Thursday, July 26, 2012

30 miles on my 30th year of life

Beep beep beep. Beep beep beep. Beep beep beep. Three successive beeps followed by a slight pause, followed by three successive beeps, followed by another pause. The unmistakable sound of my wristwatch alarm clock going off. It was 4:58 AM on July 23rd, 2012. My thirtieth year of life had officially started, and what better way to get it all kicked off than with 30 miles of running?

The idea was originally planted in my brain during the spring of 2005. I was in the mountains of Eastern Tennessee, having started my Appalachian Trail thru-hike attempt only a month prior, when I heard of Freightliner (his trail name, of course), a muscle-bound, mileage-crushing dude who was carrying a 55-pound pack over rugged rollercoaster-like terrain. Rumor was that this guy was clipping off 20+ mile days with the same ease as most people have walking across a parking lot. At that time on the trail, common mileage for new thru-hikers was maybe 10-15 mile days, with the occasional bigger day tucked in here and there. But for regular days of 20 or more miles, well, that was just nuts!

Then I heard through the grapevine that Freightliner was attempting a 30 mile day on his 30th birthday. What?!?! 30 miles in one day in March?? We'd only been on the trail for maybe a month, and this crazy was going to rack up 30 in a day? Silly, but awesome. This may be needless to say because his trail name was Freightliner, but he did it and still refers to it as a "great time in my life." I was only 22 at the time, but the idea hung out in the back of my mind for the next eight years. Ole Freightliner and I became post-AT buddies out in Colorado, so the idea began to really sink in...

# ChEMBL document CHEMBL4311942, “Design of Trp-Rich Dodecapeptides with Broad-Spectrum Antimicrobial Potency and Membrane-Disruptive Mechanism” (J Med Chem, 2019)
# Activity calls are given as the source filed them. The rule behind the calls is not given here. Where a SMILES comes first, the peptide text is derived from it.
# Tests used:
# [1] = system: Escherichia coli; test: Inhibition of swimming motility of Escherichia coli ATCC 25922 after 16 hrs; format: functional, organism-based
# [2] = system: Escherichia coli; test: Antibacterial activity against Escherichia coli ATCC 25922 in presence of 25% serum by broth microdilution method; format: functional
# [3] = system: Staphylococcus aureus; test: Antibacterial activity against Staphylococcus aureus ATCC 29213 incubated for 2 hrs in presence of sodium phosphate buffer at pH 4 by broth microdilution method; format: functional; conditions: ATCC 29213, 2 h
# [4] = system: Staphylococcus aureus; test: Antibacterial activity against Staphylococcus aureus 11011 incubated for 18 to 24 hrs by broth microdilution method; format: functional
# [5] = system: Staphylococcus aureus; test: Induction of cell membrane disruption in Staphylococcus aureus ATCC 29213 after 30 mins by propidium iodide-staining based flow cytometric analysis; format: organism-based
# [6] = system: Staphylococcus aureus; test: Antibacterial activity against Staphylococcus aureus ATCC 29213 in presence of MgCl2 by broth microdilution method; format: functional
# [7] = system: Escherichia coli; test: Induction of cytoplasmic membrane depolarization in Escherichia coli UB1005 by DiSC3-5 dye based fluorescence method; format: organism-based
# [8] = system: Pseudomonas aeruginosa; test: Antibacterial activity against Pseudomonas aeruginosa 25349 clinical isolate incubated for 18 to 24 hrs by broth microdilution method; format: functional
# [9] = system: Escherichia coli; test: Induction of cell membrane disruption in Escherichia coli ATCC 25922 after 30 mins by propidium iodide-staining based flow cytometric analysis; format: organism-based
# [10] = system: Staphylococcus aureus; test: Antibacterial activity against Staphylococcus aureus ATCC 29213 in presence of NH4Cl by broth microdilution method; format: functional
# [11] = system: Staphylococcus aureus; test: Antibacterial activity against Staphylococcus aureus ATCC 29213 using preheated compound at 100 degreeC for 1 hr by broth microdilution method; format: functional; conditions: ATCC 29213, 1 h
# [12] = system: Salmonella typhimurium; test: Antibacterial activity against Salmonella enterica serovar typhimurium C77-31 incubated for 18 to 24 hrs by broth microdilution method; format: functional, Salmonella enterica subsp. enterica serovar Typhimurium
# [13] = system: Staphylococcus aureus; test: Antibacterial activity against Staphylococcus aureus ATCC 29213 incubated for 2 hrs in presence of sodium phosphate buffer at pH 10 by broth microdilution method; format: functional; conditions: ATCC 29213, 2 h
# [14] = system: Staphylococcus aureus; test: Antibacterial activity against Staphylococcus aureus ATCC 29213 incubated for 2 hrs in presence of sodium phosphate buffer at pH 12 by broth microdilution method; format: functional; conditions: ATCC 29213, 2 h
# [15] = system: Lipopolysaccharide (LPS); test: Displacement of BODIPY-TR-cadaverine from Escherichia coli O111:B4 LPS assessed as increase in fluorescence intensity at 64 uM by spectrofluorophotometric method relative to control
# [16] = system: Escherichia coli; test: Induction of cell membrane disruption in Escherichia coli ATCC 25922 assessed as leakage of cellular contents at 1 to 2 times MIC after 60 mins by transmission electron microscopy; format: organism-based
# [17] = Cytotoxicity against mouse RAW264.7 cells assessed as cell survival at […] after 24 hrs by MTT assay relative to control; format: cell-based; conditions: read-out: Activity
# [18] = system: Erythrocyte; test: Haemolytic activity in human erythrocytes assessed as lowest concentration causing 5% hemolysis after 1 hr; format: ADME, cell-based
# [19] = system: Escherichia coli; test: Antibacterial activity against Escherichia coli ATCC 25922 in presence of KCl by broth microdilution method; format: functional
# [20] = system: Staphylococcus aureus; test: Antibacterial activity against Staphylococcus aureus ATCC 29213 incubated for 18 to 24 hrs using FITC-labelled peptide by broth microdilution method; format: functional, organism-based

Fast-forward about six years. I was a newly certified personal trainer and was reading as much as I could about some of the greats within the industry. There were plenty of them, but the late Jack Lalanne was one that I became fascinated by. This guy, at advanced ages mind you, would swim handcuffed and shackled, towing boats loaded with people or freight, for incredible distances. So the idea became more than idea...

The original idea was to run 30 consecutive miles, taking breaks where needed but never really stopping for good until it was done. However, I love my family dearly, and the only way to really spend any time with them on my birthday (also my mom's birthday, mind you) was to split the day up. Plus we were all at the Samoset Resort in Rockport, Maine. So the altered plan was to run between 10 and 14 miles in the morning before anyone got up, spend the day with my family and girlfriend, then wrap it up in the evening back in Portland.

I crawled out of bed on my 30th birthday, put on the running shorts, laced up the shoes, and headed out the door. The first 14 miles fell like a ton of bricks. I felt great! My pace was right around 7:10 per mile, and it was an absolutely gorgeous morning. I finished before anyone was out of bed, so as far as birthday activities go, nothing was missed. Perfect. If the next 16 was anything remotely close to how easy those first 14 were, I would instantly become excited about turning 40!

Doing alright--only about 10 more miles to go.